Hombre takes us to an Old West just past its romantic prime, when the defeated Native Americans had been herded onto reservations, and the stagecoach lines were dying out in the prospect of the imminent coming of the railroad. Here we find John Russell (Paul Newman), who, having been raised by Apaches, finds himself on the borderline between two worlds when he inherits a boarding house from his adoptive white father.
Watching Hombre is a bit like wandering around in back-country hills. You may go up, or down, and find an interesting view or two along the way, but you don't really end up anywhere in particular. Hombre is a movie that doesn't seem to know where it's heading. At various points in the movie, I thought that the story was developing in a certain direction, only to have it move to something else. Unexpected turns are certainly a good thing in a film, but what Hombre has feels more like a lack of focus. Or, at any rate, a failure to communicate the true focus of the film to the viewer. I suspect that director Martin Ritt did indeed have an idea that he wanted to convey, but everything in the film is so understated, including Newman's performance, that the film ends up without a real backbone.
Newman is a little too good at portraying his character as a silent enigma. He says little and generally keeps an impassive expression; this is all very much in character for this figure who was raised by Apaches and has no desire to share his thoughts with his fellow travelers...but it means that the viewer, like the other characters, is kept out in the dark. Without any insight into his motivations, Russell is hard to empathize with; how can we hope that his plans will work out, if we haven't the foggiest idea what his plans are?
It seems to me that director Ritt is looking to the viewer to fill in the gaps, to bring the characters to life as icons of the Old West: the Mexican, the dishonest rich white man, the feisty working woman on her own, the green boy, the elegant wife. All of them remain, though, like actors who have just been cast in their roles, waiting for the scene that will allow them to express themselves; in the course of the film, they never develop into characters who mean anything.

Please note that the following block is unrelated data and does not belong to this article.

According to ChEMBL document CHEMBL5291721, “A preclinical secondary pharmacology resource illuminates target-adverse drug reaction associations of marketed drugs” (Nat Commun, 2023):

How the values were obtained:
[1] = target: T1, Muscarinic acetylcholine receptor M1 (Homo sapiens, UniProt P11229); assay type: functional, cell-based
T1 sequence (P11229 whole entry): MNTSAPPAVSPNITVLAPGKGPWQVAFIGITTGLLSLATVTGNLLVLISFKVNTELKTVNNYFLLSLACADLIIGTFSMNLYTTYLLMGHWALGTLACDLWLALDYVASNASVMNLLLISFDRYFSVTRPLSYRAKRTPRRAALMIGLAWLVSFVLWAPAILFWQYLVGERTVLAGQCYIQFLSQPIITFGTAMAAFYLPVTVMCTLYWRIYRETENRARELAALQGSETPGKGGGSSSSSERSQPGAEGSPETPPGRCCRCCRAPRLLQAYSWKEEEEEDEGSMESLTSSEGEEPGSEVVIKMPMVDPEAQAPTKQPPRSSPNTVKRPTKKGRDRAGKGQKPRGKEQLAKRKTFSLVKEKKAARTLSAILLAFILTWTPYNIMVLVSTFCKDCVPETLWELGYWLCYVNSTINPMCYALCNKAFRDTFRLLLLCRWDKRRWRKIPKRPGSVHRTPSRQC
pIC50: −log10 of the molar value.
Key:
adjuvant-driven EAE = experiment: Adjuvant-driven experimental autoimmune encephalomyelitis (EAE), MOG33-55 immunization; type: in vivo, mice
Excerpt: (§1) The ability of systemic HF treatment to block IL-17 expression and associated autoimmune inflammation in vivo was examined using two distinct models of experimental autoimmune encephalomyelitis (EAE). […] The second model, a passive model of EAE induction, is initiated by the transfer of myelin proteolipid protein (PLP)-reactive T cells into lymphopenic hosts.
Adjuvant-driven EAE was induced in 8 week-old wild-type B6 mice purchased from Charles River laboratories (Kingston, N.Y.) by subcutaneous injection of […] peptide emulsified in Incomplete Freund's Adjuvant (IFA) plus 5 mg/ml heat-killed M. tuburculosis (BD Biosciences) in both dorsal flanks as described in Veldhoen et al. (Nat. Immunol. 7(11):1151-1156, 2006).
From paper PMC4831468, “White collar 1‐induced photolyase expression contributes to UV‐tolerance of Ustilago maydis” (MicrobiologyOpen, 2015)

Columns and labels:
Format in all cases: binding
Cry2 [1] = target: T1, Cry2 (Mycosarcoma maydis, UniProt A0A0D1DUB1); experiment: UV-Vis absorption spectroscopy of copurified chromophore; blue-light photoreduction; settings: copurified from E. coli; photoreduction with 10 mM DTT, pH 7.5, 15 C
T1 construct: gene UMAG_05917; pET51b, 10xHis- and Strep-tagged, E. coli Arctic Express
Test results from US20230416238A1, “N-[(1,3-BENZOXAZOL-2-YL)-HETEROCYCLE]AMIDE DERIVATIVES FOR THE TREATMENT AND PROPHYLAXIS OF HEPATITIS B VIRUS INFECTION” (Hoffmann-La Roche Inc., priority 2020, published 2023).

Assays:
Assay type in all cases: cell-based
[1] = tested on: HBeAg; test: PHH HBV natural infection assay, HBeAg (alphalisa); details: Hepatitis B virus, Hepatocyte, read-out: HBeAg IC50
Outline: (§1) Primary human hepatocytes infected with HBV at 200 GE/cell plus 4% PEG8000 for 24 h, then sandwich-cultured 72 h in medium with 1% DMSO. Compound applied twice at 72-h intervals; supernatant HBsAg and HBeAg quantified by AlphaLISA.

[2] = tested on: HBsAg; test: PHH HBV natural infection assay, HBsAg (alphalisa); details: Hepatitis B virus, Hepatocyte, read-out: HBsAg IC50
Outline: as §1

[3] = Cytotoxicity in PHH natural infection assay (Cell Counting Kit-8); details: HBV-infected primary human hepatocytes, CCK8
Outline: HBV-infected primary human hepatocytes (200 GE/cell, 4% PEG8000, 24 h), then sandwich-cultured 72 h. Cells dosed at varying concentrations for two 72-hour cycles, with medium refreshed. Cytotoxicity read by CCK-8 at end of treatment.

The ending is probably the weakest part of the film. Just when we are starting perhaps to see a few glimmers of motivation in Newman's character, an unexpected event comes up out of the blue and blindsides us, and the movie is over. Again, unexpected turns of the plot are generally a good thing... when those turns make sense and further the development of the story, the characters, or the theme of the film. The ending of Hombre does not seem to do any of those things, leaving me to wonder how much of the film might have been left on the cutting room floor, or in the mind of the director.
So far I've expressed mostly dissatisfaction with Hombre, which isn't quite a fair estimation of the film. Hombre kept me watching, curious to see where it was going, interested in the figure of John Russell despite not understanding his motivations. The setting has a rugged interest to it, as this is no idealized Old West; it's a hard place and a hard life, and most of the characters are looking for escape of some form or other. The cinematography and art direction capture the dusty, desolate tenor of this setting with stony desert vistas, abandoned, half-ruined buildings, and a dusty color palette of grays, browns, and tans. So all in all, there's something there in Hombre that made it worth watching; but in my estimation it's not developed enough to take the film where it needs to go.
Fox's presentation of Hombre gives the film a pretty fair treatment. The film is presented in its original aspect ratio of 2.35:1, with anamorphic enhancement. There's some edge enhancement present, but other than that, the image is clean and attractive. Colors are a bit on the muted side, probably mostly due to the subdued color palette of the film as a whole. All in all, it's a quite good-looking image for this 1967 film.
The Dolby 2.0 soundtrack is the weakest part of the package. On the bright side, the sound is fairly clean, with no distortion or hissing, and with accurate-sounding dialogue. However, dialogue is muffled throughout, making it easy to miss words or whole lines of conversation at many points in the film. Additionally, the environmental effects portion of the soundtrack is frequently out of balance with the dialogue portion; in one instance, the crunching of biscuits is extremely loud, drowning out another character's conversation.
Hombre is a fairly basic DVD offering: it has a stills gallery and a set of trailers that includes trailers for Hombre itself and for several other Newman films.
Hombre ends up being one of the great mass of reasonably watchable films that don't quite rise to the next level. Newman makes the film at least worth watching, and many aspects of it are well-crafted, but it lacks a certain spark necessary to bring it to life. It's worth a rental.